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Beware the fallout when the cheap money tap turns off


Beware the fallout when the cheap money tap turns off

Today, there’s a plethora of companies that would not exist but for the altruism of a tidal wave of high net worth investors running from low interest rates into the arms of private equity funds. Companies like Uber, Tesla and Lyft. But as night follows day, this too shall end.

As the old aphorism warns, Wall Street will sell what Wall Street can sell. If frustrated high net worth investors want to escape low interest rates by speculating on start-ups with no prospect of making a profit, except from selling that start-up to a bigger fool, then that is the service private equity funds will provide.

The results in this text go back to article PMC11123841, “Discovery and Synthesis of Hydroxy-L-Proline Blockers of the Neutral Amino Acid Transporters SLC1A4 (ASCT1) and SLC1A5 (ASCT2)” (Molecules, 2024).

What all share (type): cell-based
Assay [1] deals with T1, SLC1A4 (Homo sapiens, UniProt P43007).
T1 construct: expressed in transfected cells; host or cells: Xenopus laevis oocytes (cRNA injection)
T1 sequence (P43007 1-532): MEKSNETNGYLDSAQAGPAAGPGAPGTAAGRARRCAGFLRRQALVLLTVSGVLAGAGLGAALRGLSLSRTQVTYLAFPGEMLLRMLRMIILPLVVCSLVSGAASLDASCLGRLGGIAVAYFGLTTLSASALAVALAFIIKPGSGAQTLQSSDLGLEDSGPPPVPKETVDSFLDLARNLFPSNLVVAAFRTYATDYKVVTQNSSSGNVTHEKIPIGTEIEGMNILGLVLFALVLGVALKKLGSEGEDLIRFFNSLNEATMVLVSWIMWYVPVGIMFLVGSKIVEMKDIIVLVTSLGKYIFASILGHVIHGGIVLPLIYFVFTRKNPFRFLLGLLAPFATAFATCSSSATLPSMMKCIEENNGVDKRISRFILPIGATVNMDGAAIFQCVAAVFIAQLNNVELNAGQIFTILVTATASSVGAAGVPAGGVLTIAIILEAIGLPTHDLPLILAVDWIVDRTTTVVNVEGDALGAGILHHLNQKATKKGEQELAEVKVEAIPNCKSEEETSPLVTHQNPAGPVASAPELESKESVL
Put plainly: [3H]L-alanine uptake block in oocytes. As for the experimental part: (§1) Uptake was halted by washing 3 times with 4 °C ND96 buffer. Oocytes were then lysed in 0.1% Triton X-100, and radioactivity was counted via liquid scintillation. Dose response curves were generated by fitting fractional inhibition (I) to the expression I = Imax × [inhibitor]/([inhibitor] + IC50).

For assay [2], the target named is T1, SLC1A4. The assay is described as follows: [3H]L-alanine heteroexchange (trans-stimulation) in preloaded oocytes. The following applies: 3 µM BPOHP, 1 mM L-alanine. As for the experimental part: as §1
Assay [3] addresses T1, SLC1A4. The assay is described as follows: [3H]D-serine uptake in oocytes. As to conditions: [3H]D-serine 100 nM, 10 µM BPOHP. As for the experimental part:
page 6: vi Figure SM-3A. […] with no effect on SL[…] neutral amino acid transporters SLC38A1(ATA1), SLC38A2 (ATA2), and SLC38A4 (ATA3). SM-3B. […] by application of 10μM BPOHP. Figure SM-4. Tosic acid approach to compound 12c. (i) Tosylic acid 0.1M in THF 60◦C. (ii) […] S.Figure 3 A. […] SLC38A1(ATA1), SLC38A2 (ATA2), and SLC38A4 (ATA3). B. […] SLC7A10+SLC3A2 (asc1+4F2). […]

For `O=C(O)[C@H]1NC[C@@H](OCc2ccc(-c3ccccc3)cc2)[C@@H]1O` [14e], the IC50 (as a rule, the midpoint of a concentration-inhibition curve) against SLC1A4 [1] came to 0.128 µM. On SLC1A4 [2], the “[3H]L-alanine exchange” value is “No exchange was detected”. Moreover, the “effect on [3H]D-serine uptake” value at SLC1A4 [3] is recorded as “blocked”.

And providing it, they are in droves. A new record number of private equity firms around the world, are now holding a record US$1.9 trillion of uncalled capital to invest in a record number of deals at record high multiples so that they can IPO a record number of unprofitable Unicorns.

It’s plainly absurd.

Falling, nay plunging, short-term interest rates is stimulating debate at the Montgomery office about whether assets are universally supported when rates decline.

In theory, lower rates are a little like turning the Earth’s gravity off. But instead of floating humans, financial markets witness floating asset prices. When rates fall, the process of discounting future earnings back to today results in the present value of future earnings rising. And the further out in the distant future those possible earnings are, the more impact declining rates have on valuations.